16. SPONTANEOUS AND MNNG-INDUCED REVERSION OF AN EGFP CONSTRUCT IN HELA CELLS: AN ASSAY FOR OBSERVING MUTATIONS IN LIVING CELLS BY FLUORESCENT MICROSCOPY

    EPA Science Inventory

    A HeLa cell line stably expressing the Enhanced Green Fluorescence Protein (EGFP) gene, interrupted by the IVS2-654 intron, was studied without treatment and after treatment with a single standard dose of 15 ?M of N-methyl-N'-nitro-N-nitrosoguanidine (MNNG). This assay was done ...

  17. Tyrosine phosphorylation of β-catenin affects its subcellular localization and transcriptional activity of β-catenin in Hela and Bcap-37 cells.

    PubMed

    Qian, He-Ya; Zhang, Ding-Guo; Wang, Hong-Wei; Pei, Dong-Sheng; Zheng, Jun-Nian

    2014-06-01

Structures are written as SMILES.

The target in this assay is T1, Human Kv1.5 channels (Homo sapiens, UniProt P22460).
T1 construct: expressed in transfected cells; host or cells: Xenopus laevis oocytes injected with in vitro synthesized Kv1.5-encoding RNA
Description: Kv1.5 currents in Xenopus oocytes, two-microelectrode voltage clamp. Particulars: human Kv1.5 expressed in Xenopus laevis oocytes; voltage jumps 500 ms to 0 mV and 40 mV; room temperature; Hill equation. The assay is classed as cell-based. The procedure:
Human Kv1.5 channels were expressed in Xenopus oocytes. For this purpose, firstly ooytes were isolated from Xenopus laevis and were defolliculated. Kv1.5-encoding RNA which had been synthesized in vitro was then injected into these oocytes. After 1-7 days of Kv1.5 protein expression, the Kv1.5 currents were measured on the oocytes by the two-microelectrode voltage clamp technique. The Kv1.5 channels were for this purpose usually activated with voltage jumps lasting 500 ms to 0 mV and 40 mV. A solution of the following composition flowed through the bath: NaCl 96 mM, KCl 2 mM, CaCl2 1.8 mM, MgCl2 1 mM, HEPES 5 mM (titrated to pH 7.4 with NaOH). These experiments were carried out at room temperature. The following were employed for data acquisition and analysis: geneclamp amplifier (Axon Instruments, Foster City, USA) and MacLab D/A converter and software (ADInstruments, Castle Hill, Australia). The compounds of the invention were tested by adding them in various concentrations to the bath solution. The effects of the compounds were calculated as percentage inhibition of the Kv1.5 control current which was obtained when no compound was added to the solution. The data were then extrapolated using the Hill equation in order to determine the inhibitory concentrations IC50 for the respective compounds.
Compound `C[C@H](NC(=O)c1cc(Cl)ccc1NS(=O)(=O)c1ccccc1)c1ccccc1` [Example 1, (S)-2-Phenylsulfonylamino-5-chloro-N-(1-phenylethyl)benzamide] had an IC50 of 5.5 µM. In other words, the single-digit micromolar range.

In order to investigate the relationship between tyrosine phosphorylation of β-catenin and transcriptional activity of β-catenin in Hela and Bcap-37 cells, genistein (a tyrosine kinase inhibitor) was used to inhibit tyrosine phosphorylation in cells. Our results showed the total β-catenin protein levels were mainly equal in Hela, Bcap-37 and HK-2 cells, β-catenin was mainly present in nucleus in Hela and Bcap-37cells, while in HK-2 cell β-catenin was mainly located in cytoplasm. Genistein could inhibit tyrosine phosphorylation of β-catenin and downregulate nuclear β-catenin expression in Hela and Bcap-37 cells. In addition, genistein suppressed Ki-67 promoter activity and Ki-67 protein level, thus promoted cell apoptosis. Furthermore, β-catenin could increase the Ki-67 promoter activity in Hela and Bcap-37 cells. From these findings we conclude that tyrosine phosphorylation of β-catenin can regulate the cellular distribution of β-catenin and affect the transcriptional activity of β-catenin. PMID:24759800